Health Information Exchange Deal Boosts Interstate Interoperability


By Christopher Jason

– The University of Missouri (MU) Tiger Institute Health Alliance (TIHA) announced a partnership with the Lewis And Clark Information Exchange (LACIE), an HIE with more than 30 members throughout Missouri and Kansas, aiming to expand interoperability and patient data exchange across Missouri and Kansas.

Through this partnership, TIHA will provide technology and support services for LACIE, which intends to create a deeper and more efficient collaboration between the two networks to enhance patient care across the two states.  

“Tiger Institute and LACIE have enjoyed a long history of collaboration and trust that has allowed us to establish this unique relationship,” Michael Seda, senior director of regional operations for the Tiger Institute, said in a statement. “It will benefit patients across the region and improve our ability to meet the rapidly evolving HIE needs of our members and partners.”

The partnership also aims to enhance interoperability between health facilities, which are currently connected to the Tiger Institute Health Alliance Health Information Exchange (HIE) and LACIE members. The TIHA HIE connects major cities in Missouri, such as Columbia and Jefferson City.

TIHA noted the increased importance of patient data exchange and interoperability during COVID-19. The pandemic has made it clear that health data needs to follow patients who need treatment at different health facilities.

“Seamless access to a patient’s medical records from across the care continuum is not only critical in providing the most efficient and highest quality care possible but also an expectation from our patients,” Tom Selva, MD, medical director of the Tiger Institute and chief medical information officer for MU Health Care, said in a statement.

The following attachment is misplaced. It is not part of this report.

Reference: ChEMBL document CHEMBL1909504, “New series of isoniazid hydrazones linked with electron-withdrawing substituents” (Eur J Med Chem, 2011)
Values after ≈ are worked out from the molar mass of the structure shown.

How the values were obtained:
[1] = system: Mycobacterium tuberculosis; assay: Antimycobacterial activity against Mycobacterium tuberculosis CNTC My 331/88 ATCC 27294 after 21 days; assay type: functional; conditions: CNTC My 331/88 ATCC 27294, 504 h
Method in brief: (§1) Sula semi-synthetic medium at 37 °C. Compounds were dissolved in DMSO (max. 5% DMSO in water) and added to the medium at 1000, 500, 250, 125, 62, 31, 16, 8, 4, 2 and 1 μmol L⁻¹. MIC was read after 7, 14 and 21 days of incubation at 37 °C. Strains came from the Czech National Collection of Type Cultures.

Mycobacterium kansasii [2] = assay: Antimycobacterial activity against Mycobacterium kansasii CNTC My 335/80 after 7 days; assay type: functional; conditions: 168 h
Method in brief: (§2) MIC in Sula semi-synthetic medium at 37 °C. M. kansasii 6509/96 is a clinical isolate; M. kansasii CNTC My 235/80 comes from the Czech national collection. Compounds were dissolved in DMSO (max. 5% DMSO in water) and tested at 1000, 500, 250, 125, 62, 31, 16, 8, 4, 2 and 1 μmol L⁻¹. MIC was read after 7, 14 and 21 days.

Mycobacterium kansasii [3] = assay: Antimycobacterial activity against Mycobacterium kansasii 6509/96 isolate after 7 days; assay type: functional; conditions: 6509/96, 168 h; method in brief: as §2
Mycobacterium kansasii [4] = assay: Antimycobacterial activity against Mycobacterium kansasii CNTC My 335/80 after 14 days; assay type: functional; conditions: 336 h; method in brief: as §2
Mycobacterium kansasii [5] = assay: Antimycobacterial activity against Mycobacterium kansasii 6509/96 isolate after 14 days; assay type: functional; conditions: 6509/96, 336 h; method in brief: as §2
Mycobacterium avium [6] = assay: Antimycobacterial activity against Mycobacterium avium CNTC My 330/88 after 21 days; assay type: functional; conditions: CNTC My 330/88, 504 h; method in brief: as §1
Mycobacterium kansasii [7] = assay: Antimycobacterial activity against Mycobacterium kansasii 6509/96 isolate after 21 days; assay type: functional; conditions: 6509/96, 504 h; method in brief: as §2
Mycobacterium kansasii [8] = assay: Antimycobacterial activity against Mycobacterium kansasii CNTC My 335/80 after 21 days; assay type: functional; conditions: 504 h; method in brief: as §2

“This new partnership elevates the coordination of care across premier tertiary providers such as MU Health Care, KU Medical Center, Children’s Mercy, and Truman Medical Centers and community hospitals and providers.”

As a result of the partnership, more healthcare facilities will be able to access patient medical records, including rural areas when patients need to visit specialists at larger hospitals.

Increased interoperability reduces patient and administrative burden, and it gives the patient a variety of options to receive care. Connected providers will have a real-time medical history and patient data that promotes quicker and more reliable patient care, the HIEs said.

“LACIE is excited to embark with the Tiger Institute Health Alliance to bring economies of scale and operating efficiencies while maintaining attractive price points to all of our participants,” said Mike Dittemore, RN, executive director of LACIE.

Both LACIE and TIHA workflows leverage the Cerner EHR.

“Tiger-LACIE collaboration helps improve patient care across Missouri and Kansas,” Kashif Rathore, vice president of Interoperability at Cerner, said in a statement. “The interoperability between these two organizations can help providers drive more efficient and effective care for patients. No matter the system or care venue, patients in the network will be able to access their health information through a more seamless experience between providers.”

TIHA is a division of the Tiger Institute for Health Innovation, which is a collaboration of health organizations in Missouri that aims to improve patient care, efficiency, and interoperability. The group intends to provide access to new health innovations, leverage the most advanced health information technology, and provide future opportunities for healthcare organizations in the state.

“LACIE is focused on providing robust connections between participants that allow providers to have the data they need, when they need it to develop treatment plans with their patients,” said Greg Ator, MD, chief medical information officer for the University of Kansas Healthcare System and chair of the LACIE Board of Directors.

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